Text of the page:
where the location of folder_of_patients is defined by the program resource (preference) file “PatientDirectory.loc” which is in the program resources folder, which in turn is defined by the file “rlresources.dir.loc” in c:\mathresolutions (or what ever is the current directory).
The Dicom standard covers how contours are transferred, not how volumes are created out of those contours. Therefore, there may be small differences between the volumes computed by Dosimetry Check (System 2100) and those by the planning system. Dosimetry Check formats the volume in terms of a three dimensional matrix of three dimensional square voxels. A voxel is either inside the volume or not. The size of the voxel will have some affect. The surface generated for display is by means of the marching cubes algorithm and is not used for determining the boundaries of the volume.
Whether a voxel that a contour goes through is considered inside or outside the volume might differ. Dosimetry Check by default does shape interpolation between the planes of contours every mm (the user can turn that off, see “Outlining Regions of Interest” in the System 2100 reference manual). A CT scan is considered to define the space halfway to the next CT scan (but pixels are interpolated between parallel scans in reformatted images). Not an issue here, but Dosimetry Check can also incorporate contours made in reformatted images. This appears to not be an issue because three dimensional contours are not supported by other planning systems.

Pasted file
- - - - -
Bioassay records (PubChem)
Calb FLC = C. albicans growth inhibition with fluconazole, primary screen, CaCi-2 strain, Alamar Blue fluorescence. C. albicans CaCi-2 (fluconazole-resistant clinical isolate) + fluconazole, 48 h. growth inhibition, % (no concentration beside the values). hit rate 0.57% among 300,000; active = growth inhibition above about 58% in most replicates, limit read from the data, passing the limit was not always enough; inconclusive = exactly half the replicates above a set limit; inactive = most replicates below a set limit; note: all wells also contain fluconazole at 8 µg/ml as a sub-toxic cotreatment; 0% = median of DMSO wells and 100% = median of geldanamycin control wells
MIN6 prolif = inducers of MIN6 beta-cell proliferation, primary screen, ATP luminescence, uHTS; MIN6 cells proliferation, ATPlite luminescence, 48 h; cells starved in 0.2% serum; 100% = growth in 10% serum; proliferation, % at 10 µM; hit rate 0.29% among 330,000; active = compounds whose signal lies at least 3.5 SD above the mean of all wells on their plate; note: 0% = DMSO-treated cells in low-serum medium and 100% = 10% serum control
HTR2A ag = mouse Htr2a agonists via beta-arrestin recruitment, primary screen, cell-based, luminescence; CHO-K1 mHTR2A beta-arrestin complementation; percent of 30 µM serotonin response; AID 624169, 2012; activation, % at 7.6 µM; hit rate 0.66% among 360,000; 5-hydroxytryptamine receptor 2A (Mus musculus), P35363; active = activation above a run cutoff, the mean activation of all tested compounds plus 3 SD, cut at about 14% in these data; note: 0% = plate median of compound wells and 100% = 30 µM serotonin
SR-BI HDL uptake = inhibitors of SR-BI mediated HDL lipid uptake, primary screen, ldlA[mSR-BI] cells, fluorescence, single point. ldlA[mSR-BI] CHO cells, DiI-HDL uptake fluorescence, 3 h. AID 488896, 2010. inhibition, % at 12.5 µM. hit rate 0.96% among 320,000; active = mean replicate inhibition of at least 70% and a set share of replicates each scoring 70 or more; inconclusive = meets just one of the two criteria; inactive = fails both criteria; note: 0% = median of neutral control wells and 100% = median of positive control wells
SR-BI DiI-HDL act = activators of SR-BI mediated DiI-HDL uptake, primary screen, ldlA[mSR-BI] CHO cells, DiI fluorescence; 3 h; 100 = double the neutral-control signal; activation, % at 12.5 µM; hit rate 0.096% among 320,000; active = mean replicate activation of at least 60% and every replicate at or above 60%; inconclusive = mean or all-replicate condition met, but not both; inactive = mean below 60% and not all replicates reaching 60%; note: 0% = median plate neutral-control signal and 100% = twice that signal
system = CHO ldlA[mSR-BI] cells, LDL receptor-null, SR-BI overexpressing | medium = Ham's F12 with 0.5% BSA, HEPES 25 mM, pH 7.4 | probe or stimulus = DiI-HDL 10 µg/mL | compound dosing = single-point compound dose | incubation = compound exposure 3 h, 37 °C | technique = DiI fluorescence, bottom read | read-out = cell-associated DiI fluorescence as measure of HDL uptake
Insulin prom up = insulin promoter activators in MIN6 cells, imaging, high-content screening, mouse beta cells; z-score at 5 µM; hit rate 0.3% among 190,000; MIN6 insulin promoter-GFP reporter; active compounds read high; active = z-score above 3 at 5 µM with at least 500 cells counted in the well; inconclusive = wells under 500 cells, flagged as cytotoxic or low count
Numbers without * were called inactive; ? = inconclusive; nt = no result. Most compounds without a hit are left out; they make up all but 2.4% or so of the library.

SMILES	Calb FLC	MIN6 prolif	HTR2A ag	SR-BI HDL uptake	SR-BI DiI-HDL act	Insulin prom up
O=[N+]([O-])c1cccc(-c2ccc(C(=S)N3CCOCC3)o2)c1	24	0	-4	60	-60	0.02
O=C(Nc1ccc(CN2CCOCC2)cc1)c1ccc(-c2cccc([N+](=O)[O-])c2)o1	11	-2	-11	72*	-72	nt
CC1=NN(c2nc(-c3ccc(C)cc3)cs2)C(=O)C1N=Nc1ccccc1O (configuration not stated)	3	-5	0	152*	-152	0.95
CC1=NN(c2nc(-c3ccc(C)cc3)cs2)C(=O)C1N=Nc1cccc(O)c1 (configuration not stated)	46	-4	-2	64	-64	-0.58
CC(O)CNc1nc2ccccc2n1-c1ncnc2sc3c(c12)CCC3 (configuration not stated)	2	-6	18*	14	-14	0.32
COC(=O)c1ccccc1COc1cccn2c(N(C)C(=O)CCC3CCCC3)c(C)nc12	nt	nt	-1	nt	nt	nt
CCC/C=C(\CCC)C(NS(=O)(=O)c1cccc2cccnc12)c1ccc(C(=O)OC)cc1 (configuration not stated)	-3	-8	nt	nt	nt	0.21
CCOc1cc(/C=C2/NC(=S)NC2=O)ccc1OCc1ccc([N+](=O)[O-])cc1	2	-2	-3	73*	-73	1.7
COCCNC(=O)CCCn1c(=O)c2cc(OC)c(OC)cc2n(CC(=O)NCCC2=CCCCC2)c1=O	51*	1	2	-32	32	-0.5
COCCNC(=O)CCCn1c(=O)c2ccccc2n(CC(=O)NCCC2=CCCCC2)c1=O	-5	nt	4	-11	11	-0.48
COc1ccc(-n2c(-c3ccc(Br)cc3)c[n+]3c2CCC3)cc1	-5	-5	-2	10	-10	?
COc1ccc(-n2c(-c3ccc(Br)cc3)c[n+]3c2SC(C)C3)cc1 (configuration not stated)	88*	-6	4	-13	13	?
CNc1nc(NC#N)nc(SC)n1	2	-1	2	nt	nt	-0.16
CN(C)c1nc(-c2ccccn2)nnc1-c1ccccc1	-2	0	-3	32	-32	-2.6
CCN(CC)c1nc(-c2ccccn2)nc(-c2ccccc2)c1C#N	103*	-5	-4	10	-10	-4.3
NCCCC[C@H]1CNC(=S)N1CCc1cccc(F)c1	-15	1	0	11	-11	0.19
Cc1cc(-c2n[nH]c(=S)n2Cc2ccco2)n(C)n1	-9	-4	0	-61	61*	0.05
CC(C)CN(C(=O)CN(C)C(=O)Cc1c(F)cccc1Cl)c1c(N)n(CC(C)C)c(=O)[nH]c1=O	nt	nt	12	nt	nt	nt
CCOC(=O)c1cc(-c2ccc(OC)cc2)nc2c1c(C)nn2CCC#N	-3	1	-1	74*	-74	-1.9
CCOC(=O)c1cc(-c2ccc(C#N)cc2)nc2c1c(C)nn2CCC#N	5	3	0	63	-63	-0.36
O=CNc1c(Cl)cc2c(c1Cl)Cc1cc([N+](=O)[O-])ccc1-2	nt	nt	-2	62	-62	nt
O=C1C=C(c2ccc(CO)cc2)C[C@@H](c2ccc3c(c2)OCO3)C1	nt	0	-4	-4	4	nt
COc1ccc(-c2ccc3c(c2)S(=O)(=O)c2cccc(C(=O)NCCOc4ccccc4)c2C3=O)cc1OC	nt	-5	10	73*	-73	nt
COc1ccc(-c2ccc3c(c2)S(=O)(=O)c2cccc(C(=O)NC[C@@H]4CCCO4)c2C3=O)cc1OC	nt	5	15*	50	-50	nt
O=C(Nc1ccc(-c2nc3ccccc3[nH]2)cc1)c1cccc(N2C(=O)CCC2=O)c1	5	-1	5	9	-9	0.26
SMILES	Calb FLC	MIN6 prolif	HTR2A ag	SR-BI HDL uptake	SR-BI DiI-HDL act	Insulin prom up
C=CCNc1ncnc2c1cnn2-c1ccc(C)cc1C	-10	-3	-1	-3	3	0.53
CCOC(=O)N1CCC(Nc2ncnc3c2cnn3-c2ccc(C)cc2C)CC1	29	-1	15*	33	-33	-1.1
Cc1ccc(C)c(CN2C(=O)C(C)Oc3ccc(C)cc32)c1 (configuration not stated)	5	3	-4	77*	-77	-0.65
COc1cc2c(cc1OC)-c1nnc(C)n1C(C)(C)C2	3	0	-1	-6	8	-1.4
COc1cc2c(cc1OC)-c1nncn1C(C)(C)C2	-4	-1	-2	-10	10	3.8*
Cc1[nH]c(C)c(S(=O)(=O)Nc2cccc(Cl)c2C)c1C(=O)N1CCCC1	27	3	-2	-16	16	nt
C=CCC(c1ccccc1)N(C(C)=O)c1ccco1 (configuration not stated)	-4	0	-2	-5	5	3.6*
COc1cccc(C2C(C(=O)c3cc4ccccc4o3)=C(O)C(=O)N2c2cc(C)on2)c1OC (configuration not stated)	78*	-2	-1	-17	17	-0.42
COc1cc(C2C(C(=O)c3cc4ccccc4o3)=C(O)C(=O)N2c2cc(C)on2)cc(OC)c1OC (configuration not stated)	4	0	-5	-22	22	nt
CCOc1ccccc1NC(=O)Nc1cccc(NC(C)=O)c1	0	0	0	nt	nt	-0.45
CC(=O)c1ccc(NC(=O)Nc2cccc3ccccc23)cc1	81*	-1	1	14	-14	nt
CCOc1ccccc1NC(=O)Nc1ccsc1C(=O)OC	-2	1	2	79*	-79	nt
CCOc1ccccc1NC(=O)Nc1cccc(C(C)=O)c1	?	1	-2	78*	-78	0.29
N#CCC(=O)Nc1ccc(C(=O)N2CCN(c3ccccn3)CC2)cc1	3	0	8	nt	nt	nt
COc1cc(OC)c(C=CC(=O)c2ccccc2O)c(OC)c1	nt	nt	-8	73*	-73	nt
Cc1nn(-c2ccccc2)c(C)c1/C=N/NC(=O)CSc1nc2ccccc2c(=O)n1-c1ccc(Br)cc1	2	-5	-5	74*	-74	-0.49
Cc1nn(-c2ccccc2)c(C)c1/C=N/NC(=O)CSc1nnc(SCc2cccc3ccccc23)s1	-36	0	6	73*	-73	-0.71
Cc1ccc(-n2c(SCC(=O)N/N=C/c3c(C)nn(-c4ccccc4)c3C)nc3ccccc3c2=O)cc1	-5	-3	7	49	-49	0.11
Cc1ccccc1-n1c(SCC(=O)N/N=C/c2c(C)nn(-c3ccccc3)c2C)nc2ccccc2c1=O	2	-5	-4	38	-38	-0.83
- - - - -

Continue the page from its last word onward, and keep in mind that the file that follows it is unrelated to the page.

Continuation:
The dose volume histogram reported for the planning system is computed for the same points generated by Dosimetry Check using the three dimensional dose matrix from the planning system. The dose volume histogram from the planning system is not imported.
The Dicom specifications are described here and are for volumes, not points. The Dicom specified dose volume attributes are the tags (300A, 25 to 28) for targets and (300A, 2A to 2D) for organs at risk. There are three specified limits for target and three for organ at risk: